Funny thing...back when I competed, I went up against Leo Costa Jr on stage (yep, he competes or at least he did). He's a BIG dude too! He was about 5'9" and 260 on stage. He swears that he trains by this method. However the irony there is that although BIG Ive never seen him shreaded. He's always been a little soft and sloppy looking on stage. Since I know you're gonna ask anyway, he did beat me :-(
Problem was this...it was a height class contest and while I get very ripped for shows, I weighed in at 190 at 5'8" vs his 260lbs. The scorecard was really close and most of the crowd thought I should have won, he did outweigh me by 70lbs and whether sloppy or not, the judges like massive guys.
Serious Growth' routine seems to attract much derision in the muscle press,but I have to wonder if these authors have ever actually tried the routine.I too was puzzled when I read Poliquin's criticisms.He recommends alternating periods of high volume with low volume training periods-well in the early 90's Costa was the first person I recall bringing out a program incorporating this concept.Charles also has written favourably on two-a-day workouts-I made some great gains training on the two-a-daySerious Growth’ routine.When I first recieved the manual I almost threw it aside ,I thought it was too radical,it condradicted everything that was being preached at the time(this was in the early 90’s when hard-gainers like myself were continually being told to train briefly and infrequently’,advice that got me nowhere).One thing I would recommend if you try the program is to make sure your diet & supplementation are spot-on,and get plenty of sleep-no late nights while you are on this routine!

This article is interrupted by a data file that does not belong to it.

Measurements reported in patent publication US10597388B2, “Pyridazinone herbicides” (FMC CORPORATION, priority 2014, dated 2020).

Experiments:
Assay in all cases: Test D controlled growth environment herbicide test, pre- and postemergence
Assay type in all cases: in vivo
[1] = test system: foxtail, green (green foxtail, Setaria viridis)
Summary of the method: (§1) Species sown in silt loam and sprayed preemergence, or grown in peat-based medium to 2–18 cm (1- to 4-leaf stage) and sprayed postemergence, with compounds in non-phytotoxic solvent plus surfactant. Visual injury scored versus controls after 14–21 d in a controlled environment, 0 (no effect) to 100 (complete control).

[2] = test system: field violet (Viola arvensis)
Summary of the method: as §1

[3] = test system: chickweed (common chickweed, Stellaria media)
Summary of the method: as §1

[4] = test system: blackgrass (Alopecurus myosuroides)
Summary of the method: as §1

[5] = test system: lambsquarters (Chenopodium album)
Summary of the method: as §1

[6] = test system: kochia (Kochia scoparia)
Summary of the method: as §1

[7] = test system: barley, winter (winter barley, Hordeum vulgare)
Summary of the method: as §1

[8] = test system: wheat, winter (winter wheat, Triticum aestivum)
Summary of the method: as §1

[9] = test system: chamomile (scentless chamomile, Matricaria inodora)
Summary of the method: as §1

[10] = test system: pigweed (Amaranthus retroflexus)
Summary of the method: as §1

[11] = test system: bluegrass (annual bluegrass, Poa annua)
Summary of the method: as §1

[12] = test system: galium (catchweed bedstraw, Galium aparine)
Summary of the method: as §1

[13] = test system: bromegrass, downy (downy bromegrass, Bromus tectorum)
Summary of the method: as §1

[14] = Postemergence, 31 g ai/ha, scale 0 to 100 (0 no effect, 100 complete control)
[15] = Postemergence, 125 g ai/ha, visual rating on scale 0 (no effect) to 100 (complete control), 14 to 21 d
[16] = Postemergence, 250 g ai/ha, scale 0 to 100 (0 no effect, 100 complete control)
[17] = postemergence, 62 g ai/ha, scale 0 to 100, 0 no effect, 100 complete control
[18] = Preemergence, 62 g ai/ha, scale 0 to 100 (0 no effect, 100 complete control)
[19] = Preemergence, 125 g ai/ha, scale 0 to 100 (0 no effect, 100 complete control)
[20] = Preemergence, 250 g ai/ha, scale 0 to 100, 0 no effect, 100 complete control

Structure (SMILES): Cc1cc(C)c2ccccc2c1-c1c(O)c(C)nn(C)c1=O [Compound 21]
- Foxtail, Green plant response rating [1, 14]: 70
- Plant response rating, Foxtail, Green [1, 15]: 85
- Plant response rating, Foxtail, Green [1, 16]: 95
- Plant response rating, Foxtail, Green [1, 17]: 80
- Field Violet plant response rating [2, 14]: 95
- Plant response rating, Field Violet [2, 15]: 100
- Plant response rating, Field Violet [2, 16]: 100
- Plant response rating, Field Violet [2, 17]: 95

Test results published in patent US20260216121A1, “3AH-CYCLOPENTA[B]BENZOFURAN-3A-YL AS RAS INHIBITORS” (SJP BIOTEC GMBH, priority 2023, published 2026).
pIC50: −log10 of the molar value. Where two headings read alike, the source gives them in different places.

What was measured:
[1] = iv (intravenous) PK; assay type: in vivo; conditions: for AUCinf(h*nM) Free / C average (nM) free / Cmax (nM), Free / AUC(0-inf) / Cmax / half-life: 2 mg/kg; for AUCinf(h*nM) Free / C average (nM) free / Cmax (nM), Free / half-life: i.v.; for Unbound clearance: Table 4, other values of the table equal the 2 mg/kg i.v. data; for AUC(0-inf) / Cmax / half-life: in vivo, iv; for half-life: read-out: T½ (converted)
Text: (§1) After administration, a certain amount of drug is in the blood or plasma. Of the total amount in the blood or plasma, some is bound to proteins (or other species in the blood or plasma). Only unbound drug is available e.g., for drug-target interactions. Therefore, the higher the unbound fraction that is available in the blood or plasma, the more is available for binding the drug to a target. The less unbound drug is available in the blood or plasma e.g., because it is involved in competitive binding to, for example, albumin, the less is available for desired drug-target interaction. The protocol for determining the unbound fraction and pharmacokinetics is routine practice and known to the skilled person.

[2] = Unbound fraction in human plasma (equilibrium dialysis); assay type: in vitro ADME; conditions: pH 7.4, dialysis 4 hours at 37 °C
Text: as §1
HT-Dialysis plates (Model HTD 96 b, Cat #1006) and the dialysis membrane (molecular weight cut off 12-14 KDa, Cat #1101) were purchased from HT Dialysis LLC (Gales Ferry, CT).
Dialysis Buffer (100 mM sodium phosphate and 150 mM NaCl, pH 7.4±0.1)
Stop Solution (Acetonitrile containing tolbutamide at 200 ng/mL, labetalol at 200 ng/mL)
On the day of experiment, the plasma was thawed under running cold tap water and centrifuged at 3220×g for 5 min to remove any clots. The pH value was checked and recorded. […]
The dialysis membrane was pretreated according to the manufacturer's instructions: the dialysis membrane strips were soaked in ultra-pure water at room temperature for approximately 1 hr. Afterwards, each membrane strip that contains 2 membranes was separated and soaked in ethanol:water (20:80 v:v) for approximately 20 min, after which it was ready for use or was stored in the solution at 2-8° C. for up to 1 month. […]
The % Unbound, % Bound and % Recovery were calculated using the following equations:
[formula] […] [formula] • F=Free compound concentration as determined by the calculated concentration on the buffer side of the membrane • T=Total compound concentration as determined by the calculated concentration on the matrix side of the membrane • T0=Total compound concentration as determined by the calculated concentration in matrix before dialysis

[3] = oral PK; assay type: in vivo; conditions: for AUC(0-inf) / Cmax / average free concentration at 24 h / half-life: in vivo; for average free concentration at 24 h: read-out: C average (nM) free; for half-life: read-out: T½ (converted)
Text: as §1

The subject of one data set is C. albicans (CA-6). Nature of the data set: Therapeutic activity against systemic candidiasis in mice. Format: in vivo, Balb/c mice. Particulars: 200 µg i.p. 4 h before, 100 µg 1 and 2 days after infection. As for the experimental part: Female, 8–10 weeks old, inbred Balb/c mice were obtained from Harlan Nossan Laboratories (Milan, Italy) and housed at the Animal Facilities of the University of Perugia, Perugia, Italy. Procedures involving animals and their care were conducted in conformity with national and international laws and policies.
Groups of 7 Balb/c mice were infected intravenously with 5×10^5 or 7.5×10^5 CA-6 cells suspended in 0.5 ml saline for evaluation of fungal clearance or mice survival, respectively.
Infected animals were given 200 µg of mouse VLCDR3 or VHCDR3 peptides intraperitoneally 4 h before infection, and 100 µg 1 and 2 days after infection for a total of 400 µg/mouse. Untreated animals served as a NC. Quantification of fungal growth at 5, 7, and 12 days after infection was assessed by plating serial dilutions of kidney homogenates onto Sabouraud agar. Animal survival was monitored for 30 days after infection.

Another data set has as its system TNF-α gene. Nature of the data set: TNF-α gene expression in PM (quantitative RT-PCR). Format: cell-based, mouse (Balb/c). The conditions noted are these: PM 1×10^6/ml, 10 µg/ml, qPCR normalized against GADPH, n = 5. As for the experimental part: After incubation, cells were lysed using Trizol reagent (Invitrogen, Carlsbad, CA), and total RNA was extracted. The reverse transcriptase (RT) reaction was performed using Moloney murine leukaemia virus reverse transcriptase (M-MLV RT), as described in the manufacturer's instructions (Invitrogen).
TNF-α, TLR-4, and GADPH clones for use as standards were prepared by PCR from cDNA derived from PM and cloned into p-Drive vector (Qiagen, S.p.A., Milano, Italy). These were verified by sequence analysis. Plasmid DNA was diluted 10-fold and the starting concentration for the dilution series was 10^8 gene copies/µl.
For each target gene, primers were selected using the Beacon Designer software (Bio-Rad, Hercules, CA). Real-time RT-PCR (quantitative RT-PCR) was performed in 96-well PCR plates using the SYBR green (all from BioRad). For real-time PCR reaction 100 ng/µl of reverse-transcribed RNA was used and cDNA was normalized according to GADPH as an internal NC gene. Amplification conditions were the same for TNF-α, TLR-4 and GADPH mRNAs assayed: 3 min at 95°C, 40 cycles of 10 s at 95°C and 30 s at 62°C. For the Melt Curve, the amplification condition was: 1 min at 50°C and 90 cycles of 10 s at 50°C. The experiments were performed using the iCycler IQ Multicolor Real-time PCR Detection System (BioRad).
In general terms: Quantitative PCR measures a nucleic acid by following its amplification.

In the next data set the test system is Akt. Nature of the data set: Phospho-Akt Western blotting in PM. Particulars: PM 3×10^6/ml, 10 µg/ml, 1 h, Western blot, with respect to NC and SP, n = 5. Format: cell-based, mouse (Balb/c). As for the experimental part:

I found following up three weeks of 2X-a-day high-volume training with a few weeks of once-a-day low-volume workouts worked well for me.I also follow different dietary prescriptions to what is reccommended in the book(see my post under`low carb dieting’).Good post workout nutrition is crucial on this (and any other)program.Best of luck!